9. So if you want to do away with ad tracking does that mean you are ok paying each and every website you visit in order to view their content? Without ad revenue, publishers would have to find other revenue streams which means they would have to charge to access their content.
    If you do away with the ability to target ads based on your online behavior (not personal identifiable data) the user experience will suffer greatly and advertiser's performance will also suffer causing advertisers to reduce spending and eventually lead to paying for access to content. Utlilizing online behaviors (data) isn't a bad thing, there is a difference in that and someones personal identifiable data.

    Everyone up in arms over this but noone thinks about the massive amounts of direct mail they receive addressed specifically to them based on consumer data, including financial data, the type of car you drive, the amount of installment debt and more.

  10. I ignore 99.9% percent of the ads. If I don't have the money, or the time, or desire for a change… Don't bother me.

  11. The cross-device targeting was freaky the first time it happened. "WTF? I looked at that on Safari on my phone yesterday, and now I'm seeing it in ads on Chrome on my desktop today!"

  12. I don't care about companies using cookies on me. Ads are everywhere, so, if have to watch them, at least, let them be about thigns I'm interested on.

  13. Just use the Brave browser (https://www.brave.com) that even protects you from fingerprinting which does no other browser or plugin right now.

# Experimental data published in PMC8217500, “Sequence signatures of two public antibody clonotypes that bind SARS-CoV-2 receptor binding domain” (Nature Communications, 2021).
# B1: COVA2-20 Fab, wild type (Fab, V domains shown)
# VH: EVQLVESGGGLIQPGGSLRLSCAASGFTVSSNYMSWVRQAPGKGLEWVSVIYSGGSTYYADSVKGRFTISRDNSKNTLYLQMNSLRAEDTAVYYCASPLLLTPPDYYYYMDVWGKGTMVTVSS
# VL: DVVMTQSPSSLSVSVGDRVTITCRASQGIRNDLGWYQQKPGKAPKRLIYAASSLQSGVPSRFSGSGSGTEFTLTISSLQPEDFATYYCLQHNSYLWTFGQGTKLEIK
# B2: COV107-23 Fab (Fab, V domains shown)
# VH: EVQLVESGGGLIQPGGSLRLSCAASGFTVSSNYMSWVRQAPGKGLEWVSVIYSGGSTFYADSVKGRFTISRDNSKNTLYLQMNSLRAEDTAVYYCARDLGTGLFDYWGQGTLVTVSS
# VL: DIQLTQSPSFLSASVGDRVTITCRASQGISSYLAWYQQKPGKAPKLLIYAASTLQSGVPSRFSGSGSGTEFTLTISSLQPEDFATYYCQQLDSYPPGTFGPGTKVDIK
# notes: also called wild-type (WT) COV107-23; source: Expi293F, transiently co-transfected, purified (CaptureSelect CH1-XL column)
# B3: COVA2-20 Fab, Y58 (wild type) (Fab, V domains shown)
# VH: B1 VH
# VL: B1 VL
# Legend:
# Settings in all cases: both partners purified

14. How could you miss uBlock origin?? It's one of most effective and open source ad-blocker available.
    Anyone using it?

  15. In fact just before this video, the ad played was the ad that has been following me for the past few days

  16. i would suggest to stop using chrome altogether. I use firefox with the "noScript" addon, in which i chose exactly which scripts i wanna run. also https everywhere is great as well as your standard adblocker.

  17. okay these are helpful when i use browser, but what when i use apps like amazon on smartphone and i see a product and then they overview the same ad on instagram or facebook even when i connected with wifi on my pc or laptop they put the same ad onit?
    thanks.

  18. Want "online privacy"?
    Pay a VPN 200$ and have "privacy" and get your data sold and abused without your knowledge officially…

  19. If course it's a privacy problem when they know what you like. But he also said it's anoying when those personalized ads are following you through the internet.
    I would rather say a ton of ads for stuff you would never buy are much more anoying. Also more ads are more anoying than fewer ads. And while I'm not saing due to personalization they are actually showing us fewer ads, at least it would be possible to show us fewer ads to get the same effect.

    Yes, it is a problem. But it's not anoying. And perhaps this makes the problem even bigger because we are more likely to accept it.

  20. You can't make a video like this wihtout talking about Firefox's container feature.
    The functionality is already built into the browser but you need an add-on like "Multi-Account-Containers" to use it.
    For example you can create a Facebook container and then tell the add-on to always open Facebook in that container. Every container has its own set of cookies. So when you open a website without the Facebook container, the website can't access the cookies of you actual Facebook account.

    Of course this is not perfect. This only stops advertisers to connect your browsing behaviour with your accounts containing your personal information. But at least for me that's what's most important. But they still are able to just slap an anonymous number on you and folow you with that number.
    So I think it would be a nice idea if you have a separate setting for every single container and one for the use of no container where you can set that the browser shouldn't accept any cookies in that mode.

  21. Use a Decentralized VPN such as the one released by Sentinel Group. This ensures total privacy over your computer! All the others mentioned by the Verge are crucial as well!